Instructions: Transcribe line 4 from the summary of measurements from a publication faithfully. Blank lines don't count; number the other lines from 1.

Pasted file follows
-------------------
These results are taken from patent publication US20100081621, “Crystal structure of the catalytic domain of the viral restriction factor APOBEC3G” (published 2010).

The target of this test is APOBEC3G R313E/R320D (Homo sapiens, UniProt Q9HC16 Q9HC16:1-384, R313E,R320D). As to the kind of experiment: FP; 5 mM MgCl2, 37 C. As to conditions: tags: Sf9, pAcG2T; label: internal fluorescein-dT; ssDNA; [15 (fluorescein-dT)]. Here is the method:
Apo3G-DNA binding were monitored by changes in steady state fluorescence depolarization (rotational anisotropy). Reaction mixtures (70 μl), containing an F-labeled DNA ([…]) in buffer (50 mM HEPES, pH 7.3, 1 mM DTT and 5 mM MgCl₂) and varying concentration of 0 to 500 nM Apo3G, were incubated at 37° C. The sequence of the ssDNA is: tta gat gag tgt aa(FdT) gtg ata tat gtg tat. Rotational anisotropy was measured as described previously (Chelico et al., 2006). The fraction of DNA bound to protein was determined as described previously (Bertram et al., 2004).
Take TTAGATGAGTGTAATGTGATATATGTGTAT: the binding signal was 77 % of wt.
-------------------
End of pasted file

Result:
Take TTAGATGAGTGTAATGTGATATATGTGTAT: the binding signal was 77 % of wt.